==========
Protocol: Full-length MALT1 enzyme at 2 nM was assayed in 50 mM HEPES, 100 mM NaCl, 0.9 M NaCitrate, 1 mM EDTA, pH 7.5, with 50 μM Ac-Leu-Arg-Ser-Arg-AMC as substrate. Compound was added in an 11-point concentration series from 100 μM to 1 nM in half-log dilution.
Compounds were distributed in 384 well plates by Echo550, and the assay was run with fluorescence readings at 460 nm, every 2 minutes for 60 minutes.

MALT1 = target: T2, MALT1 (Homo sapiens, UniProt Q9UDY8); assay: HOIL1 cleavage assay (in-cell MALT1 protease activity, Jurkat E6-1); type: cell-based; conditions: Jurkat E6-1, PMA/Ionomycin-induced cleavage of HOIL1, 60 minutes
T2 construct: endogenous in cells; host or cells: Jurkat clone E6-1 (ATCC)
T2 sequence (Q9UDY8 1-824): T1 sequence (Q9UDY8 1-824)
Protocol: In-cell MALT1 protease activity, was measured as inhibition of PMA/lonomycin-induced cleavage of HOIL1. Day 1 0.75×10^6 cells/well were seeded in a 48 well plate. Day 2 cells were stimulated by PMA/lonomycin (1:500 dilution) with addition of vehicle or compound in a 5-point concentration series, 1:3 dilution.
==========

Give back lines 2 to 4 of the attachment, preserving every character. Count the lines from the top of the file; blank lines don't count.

Compounds were distributed in 384 well plates by Echo550, and the assay was run with fluorescence readings at 460 nm, every 2 minutes for 60 minutes.

MALT1 = target: T2, MALT1 (Homo sapiens, UniProt Q9UDY8); assay: HOIL1 cleavage assay (in-cell MALT1 protease activity, Jurkat E6-1); type: cell-based; conditions: Jurkat E6-1, PMA/Ionomycin-induced cleavage of HOIL1, 60 minutes
T2 construct: endogenous in cells; host or cells: Jurkat clone E6-1 (ATCC)